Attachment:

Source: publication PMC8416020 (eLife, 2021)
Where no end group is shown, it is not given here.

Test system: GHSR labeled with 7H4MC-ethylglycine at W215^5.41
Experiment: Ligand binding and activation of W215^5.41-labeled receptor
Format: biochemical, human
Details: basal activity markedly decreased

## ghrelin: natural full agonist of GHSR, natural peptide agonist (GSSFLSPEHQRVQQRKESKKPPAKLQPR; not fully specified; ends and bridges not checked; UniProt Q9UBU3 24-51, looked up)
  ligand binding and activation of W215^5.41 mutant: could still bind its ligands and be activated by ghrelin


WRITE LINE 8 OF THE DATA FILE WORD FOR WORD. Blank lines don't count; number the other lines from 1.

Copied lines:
  ligand binding and activation of W215^5.41 mutant: could still bind its ligands and be activated by ghrelin